The majority of fintech founders in the UK believe the pandemic will make it harder to raise finance in the next year.
A survey by the Digital Finance Forum (DFF) found that just under half of respondents cited limited access to capital as the most pressing challenge during the pandemic. It comes as the government starts to wind down support for businesses and the UK braces for a recession and jobs crisis.
Three quarters of founders were positive about how the government has supported the economy, with half taking advantage of the various support schemes. Sixty one per cent of startups tapped into the furlough scheme, which is due to wind down in October.
A fifth used the bounce back loans, which allow SMEs to borrow up to a quarter of their annual turnover, capped at £50,000, The Future Fund, which was introduced as an option for startups following criticism of CBILS, was used by just 16 per cent of fintechs.
Despite an overall positive view of the response to the pandemic, three quarters of respondents did not think the government had supported the fintech sector well during the crisis.
Accessibility to government schemes has been an ongoing issue from the start of the national lockdown. More than a third – 37 per cent – of respondents said they had sought a loan but were unable to qualify for one.
Fintech not on a ‘level playing field’
There are a number of areas the fintech industry needs help particularly in ensuring startups are able to access early stage capital.
Just under half of those surveyed mentioned limited access to capital as the most pressing challenge during the pandemic. The survey found the startups feel fintech is not on a level playing field with other stage companies, when it comes to access to capital.
Christian Faes, chair of DFF and co-founder of LendInvest, commented: “The UK’s Fintech companies have a huge role to play in helping to drive our economic recovery, and in many respects, the sector is just getting started. Even more reason for the government to support the sector to ensure we remain a world leader.”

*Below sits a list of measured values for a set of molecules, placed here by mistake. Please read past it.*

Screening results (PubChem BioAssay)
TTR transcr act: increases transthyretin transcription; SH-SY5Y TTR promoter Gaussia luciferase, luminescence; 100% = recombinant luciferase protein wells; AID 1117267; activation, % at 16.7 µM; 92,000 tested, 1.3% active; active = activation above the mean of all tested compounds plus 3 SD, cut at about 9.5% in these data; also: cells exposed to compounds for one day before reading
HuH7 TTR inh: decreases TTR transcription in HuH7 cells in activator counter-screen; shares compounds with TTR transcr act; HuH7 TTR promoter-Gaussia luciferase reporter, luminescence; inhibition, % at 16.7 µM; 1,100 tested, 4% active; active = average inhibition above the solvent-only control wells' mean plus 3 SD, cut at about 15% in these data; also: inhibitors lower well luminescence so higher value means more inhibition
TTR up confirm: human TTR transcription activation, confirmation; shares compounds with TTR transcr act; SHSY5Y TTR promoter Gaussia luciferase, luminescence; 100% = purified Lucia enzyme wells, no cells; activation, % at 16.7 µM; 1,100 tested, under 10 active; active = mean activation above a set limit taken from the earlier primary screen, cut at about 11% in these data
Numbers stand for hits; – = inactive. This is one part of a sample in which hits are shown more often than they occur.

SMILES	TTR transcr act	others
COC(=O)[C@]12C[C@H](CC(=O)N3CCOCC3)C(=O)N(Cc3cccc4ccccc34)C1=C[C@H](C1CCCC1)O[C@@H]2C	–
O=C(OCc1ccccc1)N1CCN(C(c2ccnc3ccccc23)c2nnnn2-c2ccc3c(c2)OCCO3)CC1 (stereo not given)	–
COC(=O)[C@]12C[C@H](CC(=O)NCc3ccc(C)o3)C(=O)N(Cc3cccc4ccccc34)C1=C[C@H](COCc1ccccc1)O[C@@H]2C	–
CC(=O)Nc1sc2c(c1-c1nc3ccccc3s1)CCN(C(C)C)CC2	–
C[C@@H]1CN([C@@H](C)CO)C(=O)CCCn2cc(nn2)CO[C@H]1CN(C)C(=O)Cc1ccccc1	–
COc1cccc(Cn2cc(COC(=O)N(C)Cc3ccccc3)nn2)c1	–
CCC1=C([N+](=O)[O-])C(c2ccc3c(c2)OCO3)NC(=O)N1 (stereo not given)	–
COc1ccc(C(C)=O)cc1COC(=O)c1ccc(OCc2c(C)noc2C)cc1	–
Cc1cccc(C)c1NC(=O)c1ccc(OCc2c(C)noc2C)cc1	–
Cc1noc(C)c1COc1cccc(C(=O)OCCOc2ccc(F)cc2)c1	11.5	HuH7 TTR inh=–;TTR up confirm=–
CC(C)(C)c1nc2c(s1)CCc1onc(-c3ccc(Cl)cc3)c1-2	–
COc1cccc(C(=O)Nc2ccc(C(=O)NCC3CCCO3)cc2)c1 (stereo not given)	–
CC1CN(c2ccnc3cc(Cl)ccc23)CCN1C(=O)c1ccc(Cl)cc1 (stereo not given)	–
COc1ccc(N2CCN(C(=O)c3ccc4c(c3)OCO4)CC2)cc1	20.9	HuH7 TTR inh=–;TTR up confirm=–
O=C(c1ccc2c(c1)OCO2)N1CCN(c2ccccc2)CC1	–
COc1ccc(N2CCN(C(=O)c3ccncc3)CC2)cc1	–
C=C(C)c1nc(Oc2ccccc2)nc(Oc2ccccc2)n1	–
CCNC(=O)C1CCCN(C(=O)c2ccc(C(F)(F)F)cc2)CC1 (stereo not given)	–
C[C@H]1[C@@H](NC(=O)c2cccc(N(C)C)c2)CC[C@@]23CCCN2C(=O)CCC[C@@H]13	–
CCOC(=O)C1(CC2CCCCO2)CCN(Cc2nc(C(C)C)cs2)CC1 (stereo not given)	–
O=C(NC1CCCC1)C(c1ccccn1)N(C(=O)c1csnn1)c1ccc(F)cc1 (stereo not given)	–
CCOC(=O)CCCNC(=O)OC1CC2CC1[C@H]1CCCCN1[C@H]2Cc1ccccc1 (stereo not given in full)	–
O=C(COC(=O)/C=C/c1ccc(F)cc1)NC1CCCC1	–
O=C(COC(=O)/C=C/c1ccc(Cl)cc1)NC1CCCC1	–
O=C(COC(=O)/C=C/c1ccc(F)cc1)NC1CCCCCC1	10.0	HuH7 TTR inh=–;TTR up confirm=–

Fintechs have called on the government to review the Enterprise Investment Scheme (EIS) and Seed Enterprise Investment Scheme (SEIS) rules which exclude investment in many types of financial services businesses.
The startup founders also expressed strong feelings about venture capital firms having “too much clout” with the government, and have done little to help fintechs during the crisis.
The government’s Future Fund came under criticism for only catering to VCs, just one part of the overall investment landscape. The headline terms were said to be structured along the lines of a normal VC-type term sheet, putting early-stage firms at a disadvantage.
DFF’s research also found that startups were looking for VC investors to have relevant financial services or fintech experience.
However it was not all doom and gloom, with more than a third of founders were optimistic that coronavirus would provide new opportunities. The research showed that founders believe it could the accelerate a pivot to digital as firms adapt to the “new normal”. Additionally, more than 80 per cent of respondents were confident about the outlook for their businesses over the next 12 months.
John Glen MP, Economic Secretary to the Treasury said: “Digital Finance Forum’s results reinforce my commitment to ensuring the UK’s pre-eminence as a place for fintechs to do business.”
“We have recently launched a major independent fintech review which will consider how the UK can continue to foster innovation, maintain an ecosystem that supports growing firms, and promote the integration of new technologies across financial services”.